Los Angeles

“The Human Figure”

Los Angeles Art Association

The exhibition of some forty-four painters and eleven sculptors is interesting in the variety of approaches shown. By the same token it lacks some of the impact that a mere restricted showing might have, or that the same show might have were a more conscious effort made to group together those styles that have some affinity with each other. As it is, one takes in, in one breath so to speak, such disparate works as those that range from the traditional and near-illustrational modes of representation to what could better be called pure action painting where the image, to all intents and purposes, is dissolved quite completely. Between these two extremes, the “Blue Nude” by Barbara Mann seems to achieve the most successful balance between the image, freshly seen, and the abstract esthetics that are of immediate concern. Less vital but nevertheless technically capable and effective are Felicia Kaner’s “Strange Men” and an etching, “Man and Rooster” by Betty La Duke. Of the sculpture, P’Ila Mills’ “The Last Child” is the most direct in its communication, perhaps too obviously so. The terra cotta piece, resembling work in bronze, depicts the torn figure of a pregnant woman with little subtlety or overtone of meaning. Unfortunately much of the sculpture shown lacks either the freshness of vision or the maturity of three-dimensional form necessary to be considered seriously.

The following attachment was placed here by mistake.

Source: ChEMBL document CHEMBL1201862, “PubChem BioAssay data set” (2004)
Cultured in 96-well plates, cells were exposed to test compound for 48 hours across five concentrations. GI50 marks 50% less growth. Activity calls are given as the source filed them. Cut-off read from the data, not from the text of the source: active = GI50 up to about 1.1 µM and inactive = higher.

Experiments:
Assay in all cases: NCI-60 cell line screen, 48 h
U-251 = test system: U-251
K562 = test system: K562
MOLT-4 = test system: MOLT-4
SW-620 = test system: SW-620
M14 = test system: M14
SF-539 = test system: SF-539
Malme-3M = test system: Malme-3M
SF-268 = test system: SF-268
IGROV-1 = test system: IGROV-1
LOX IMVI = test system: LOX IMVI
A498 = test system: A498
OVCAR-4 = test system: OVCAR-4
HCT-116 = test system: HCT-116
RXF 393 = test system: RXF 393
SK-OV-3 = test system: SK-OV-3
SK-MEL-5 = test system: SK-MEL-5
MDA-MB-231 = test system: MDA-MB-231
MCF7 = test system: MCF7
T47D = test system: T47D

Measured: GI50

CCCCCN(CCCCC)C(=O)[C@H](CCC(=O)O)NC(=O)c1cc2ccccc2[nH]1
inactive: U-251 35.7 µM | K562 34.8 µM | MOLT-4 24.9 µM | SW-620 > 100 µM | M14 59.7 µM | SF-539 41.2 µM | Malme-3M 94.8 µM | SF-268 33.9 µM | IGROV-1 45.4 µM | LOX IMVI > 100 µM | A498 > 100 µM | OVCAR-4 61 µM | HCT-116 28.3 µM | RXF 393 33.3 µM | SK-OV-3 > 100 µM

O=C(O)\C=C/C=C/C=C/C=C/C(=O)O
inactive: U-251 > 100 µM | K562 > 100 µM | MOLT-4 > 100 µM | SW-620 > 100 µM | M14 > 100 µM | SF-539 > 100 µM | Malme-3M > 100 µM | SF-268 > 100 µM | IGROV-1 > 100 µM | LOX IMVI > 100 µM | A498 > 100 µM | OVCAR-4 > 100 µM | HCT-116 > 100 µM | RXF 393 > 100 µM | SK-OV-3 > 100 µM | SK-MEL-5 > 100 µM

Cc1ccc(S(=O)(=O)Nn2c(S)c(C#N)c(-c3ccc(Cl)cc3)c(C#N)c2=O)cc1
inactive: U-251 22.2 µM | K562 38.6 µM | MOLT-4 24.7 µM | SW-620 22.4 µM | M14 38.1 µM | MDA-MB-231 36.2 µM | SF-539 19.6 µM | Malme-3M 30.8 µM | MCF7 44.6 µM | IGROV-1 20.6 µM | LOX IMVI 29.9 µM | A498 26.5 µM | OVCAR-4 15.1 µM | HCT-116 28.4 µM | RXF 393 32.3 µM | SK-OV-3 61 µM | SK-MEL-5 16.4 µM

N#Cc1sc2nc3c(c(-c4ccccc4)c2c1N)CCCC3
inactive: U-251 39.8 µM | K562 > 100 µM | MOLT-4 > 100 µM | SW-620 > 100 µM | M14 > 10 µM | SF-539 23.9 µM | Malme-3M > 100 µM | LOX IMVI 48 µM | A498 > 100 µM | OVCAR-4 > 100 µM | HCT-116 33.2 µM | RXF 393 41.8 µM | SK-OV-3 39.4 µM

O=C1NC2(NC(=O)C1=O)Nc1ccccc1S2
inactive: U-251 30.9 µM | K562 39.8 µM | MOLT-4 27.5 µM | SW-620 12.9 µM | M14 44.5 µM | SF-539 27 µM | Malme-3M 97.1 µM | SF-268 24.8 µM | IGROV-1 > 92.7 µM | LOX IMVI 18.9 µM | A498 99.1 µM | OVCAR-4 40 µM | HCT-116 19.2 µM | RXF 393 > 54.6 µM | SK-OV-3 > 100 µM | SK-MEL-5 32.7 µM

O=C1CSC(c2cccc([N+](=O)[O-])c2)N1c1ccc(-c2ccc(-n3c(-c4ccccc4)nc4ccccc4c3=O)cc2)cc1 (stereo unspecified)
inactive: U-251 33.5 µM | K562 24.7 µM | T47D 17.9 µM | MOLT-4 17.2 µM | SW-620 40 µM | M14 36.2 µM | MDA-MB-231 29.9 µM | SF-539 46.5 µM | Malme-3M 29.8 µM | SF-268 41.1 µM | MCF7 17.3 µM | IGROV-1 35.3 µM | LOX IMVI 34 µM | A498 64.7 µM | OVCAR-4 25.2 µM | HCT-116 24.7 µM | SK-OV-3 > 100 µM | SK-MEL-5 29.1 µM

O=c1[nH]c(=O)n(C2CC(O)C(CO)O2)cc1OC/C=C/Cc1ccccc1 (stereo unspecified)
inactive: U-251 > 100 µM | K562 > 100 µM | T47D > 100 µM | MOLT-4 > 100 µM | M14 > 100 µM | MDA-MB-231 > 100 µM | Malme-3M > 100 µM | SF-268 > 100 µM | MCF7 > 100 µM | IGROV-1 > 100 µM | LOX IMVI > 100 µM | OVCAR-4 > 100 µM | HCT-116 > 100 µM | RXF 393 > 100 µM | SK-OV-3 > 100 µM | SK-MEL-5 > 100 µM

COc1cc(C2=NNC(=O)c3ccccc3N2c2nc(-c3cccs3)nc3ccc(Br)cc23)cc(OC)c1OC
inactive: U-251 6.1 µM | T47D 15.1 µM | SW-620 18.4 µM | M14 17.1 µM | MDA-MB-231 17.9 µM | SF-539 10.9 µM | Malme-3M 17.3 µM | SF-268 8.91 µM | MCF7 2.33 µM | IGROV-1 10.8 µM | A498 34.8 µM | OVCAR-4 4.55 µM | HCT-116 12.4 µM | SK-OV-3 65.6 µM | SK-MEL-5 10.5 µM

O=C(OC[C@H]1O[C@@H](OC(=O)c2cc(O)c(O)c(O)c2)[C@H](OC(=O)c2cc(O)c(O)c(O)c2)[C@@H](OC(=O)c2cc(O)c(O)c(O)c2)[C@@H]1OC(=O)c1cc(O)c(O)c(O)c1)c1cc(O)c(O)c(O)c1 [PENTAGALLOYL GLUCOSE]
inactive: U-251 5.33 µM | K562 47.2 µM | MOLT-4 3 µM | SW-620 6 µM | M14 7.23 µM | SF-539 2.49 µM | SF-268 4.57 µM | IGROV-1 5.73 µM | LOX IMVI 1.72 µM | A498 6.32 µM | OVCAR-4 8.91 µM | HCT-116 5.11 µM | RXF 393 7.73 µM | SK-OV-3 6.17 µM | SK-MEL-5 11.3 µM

Constance Perkins